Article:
This July 4th: Were We the Baddies?


Would I have been a loyalist in 1776?  Maybe? But you have to admit, Canada has a really good point here.  Maybe our revolution was a dumb idea.  Could we have become the United States without violence?

In the recent book Scars of Independence, historian Holger Hoock dismisses modern depictions of the American Revolution as rooms full of men in powdered wigs discussing liberty. It was actually a “profoundly violent civil war,” he writes. One largely forgotten aspect of the war was how much the Patriot cause was driven by terroristic mobs prepared to torture judges, customs officials, newspaper editors or anyone else seen to be supporting British rule. Pro-government officials had their homes burned, their horses poisoned and many were snatched out of their beds in the middle of the night, stripped naked and subjected to mock drownings or tarring and feathering. Accounts of these outrages help explain why the conflict escalated so quickly. When hotheaded Brits backed George III’s call to swiftly put down colonial rebels, it wasn’t because they were incensed at a lack of tea tax revenue — it was because they feared that their American lands had fallen to mob rule.

A 1774 illustration showing Patriots torturing John Malcolm, a government tax official. Malcolm has been stripped naked, had boiling tar poured on his skin and is now being forced to drink excessive amounts of hot tea. United States Library of Congress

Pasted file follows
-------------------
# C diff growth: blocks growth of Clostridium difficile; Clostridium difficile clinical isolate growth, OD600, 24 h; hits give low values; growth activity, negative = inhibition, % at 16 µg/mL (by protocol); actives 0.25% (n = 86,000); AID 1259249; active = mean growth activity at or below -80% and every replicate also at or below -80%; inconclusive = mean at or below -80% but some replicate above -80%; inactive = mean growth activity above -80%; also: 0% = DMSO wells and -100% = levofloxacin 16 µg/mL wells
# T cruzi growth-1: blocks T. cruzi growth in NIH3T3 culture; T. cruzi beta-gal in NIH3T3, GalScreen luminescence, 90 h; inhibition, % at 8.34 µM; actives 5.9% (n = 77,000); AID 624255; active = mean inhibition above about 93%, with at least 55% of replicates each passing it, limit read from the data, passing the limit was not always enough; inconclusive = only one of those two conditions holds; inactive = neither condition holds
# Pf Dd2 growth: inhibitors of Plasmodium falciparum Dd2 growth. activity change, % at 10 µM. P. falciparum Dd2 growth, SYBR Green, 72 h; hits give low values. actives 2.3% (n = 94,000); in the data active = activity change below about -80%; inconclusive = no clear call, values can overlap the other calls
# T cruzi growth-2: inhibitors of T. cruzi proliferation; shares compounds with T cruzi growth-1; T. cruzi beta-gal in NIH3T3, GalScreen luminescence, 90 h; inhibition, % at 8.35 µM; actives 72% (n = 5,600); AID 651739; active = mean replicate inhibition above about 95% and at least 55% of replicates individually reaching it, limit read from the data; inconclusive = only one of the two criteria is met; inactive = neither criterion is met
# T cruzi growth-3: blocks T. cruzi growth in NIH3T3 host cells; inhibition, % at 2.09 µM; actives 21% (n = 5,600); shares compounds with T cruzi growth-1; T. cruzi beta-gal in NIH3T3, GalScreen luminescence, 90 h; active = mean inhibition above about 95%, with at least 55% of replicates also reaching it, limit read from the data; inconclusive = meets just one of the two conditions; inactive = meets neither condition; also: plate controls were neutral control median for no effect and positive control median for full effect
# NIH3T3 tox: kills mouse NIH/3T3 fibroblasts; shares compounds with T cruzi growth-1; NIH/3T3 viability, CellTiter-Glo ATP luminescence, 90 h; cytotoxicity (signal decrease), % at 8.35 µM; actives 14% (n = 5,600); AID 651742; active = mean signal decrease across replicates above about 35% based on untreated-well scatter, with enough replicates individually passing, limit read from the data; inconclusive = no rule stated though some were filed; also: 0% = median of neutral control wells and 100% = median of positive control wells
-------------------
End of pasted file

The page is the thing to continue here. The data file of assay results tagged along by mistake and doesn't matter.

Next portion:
Lookit, of course we weren’t the baddies, for one thing, it turns out many of those Brits were homophobic jerks.  But our national predisposition for violence or bullying is a problem.  From a revelatory piece by one of my favorite authors Rick Perlstein:

“My first book, covering the years 1958 through 1964, was entitled Before the Storm: Barry Goldwater and the Unmaking of the American Consensus. The “consensus” in my subtitle referred both to historians’ common belief that in the period between World War II and “the sixties” America was a remarkably placid place and to the deluded national self-perception advanced at the time by people like Lippmann, heedlessly projecting the present into the past. In this view of things, America had always been a remarkably placid place. When violence began breaking out on the 1964 campaign trail, the Philadelphia Inquirer editorialized that “presidential elections have been waged without untoward incident until this year”—what??—and the historian Richard Hofstadter preposterously proposed that “our sagacity and our passion for the peaceful enjoyment of our national life” were the essence of American politics. My subtitle, in other words, is tinged ironically—because the supposed “consensus” was but an epiphenomenon, a brief idyll, an illusion, as well as an ideological construct. It papered over the reality of a society that has never been united and at peace with itself.

So what about that?  What if we started taking a different approach to the 4th?  What if we celebrated the violence of explosions (fireworks), say, once every 4 or 10 years and spent the other 3 or 9 years celebrating all that it takes to create a society that can produce those fireworks.  What about celebrating the red, white and blue fireworks in our gardens and parks during the majority of our Fourths hoping our children can catch on to the beauty and preciousness of a time lapse explosion going on around us every day?

Just a thought.  It would save money and help make that Xth year celebration that much more special and spectacular.  But more importantly, I think it would help reinforce the idea that the explosions of war that the fireworks represent are sometimes necessary, but they should not be we depend on to build a sustainable future.